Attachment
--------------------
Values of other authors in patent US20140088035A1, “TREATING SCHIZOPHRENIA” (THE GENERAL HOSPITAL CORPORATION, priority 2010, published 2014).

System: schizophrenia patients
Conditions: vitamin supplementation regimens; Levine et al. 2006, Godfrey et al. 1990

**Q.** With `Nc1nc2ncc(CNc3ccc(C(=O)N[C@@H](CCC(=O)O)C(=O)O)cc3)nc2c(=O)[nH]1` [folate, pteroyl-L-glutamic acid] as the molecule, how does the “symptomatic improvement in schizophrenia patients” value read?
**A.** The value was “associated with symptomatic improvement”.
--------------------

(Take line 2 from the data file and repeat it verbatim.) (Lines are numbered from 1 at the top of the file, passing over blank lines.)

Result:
System: schizophrenia patients